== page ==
(c) 2012 Earl L. Haehl Permission is given to use this article in whole as long as credit is given. Book rights are reserved.
The “teaser” on the Ron Paul’s response to Romney’s speech said, “It’s not my party.” Further, the Washington Post portrayed Ron’s supporters who walked out as spoiled brats who had never won a caucus or primary. Scratch WaPo as a reliable source.
The demonization and marginalization of Ron Paul has begun. This is a bad move by a political party that has a shrinking share of the electorate and only through good fortune is facing an incumbent whose record and negatives outweigh his positives. But this good fortune can be tossed aside by the actions of the Party and a pro-Obama mainstream media.
What Dr Paul said was not a repudiation of the Party but a statement that no one person owns the Republican Party. What he was saying is that the party is not owned by any person or faction. While the ham-handed tactics of the Romney faction prevailed at this convention, they are not etched in stone, but rather reflect a neo-conservative philosophy that may disappear as the ex-Trotskyites progress into senility and beyond. Youth, Hispanic voters and the disaffected are not jumping on the bandwagon in large numbers. And neither the “Romney vision” nor the Ryan budget are going to address the fiscal and social breakdown that is coming.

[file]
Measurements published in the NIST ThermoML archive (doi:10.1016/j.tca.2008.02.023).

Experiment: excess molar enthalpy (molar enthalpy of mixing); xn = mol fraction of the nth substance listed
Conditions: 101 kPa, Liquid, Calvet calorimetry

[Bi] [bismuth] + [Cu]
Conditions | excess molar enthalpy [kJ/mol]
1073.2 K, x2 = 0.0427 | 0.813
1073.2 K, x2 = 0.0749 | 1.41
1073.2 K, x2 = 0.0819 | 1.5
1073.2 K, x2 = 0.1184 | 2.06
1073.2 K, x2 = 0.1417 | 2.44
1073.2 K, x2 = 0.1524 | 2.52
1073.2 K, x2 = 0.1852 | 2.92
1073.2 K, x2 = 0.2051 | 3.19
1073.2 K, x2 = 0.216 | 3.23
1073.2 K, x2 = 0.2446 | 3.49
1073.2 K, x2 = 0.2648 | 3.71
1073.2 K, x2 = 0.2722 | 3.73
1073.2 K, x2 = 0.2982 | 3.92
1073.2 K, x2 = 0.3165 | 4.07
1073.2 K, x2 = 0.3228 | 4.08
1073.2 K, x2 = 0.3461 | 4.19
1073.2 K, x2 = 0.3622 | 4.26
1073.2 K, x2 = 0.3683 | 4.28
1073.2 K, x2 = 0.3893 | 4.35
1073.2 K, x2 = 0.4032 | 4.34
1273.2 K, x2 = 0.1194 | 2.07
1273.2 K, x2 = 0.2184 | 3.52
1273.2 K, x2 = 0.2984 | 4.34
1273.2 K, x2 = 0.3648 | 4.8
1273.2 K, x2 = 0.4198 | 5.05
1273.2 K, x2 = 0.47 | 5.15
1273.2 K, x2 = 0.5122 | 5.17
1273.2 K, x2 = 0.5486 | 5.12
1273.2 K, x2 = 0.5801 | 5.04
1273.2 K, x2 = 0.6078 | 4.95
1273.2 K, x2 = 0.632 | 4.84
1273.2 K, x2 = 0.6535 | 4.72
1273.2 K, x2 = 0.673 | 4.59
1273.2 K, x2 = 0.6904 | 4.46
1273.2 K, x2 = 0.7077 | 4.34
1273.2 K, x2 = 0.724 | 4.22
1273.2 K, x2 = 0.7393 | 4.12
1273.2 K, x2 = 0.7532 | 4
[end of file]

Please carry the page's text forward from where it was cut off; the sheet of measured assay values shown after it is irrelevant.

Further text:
The glimmer of hope for the Party lies in the platform. If enough of the Congressional Candidates take it seriously, it could make a difference. Time will tell.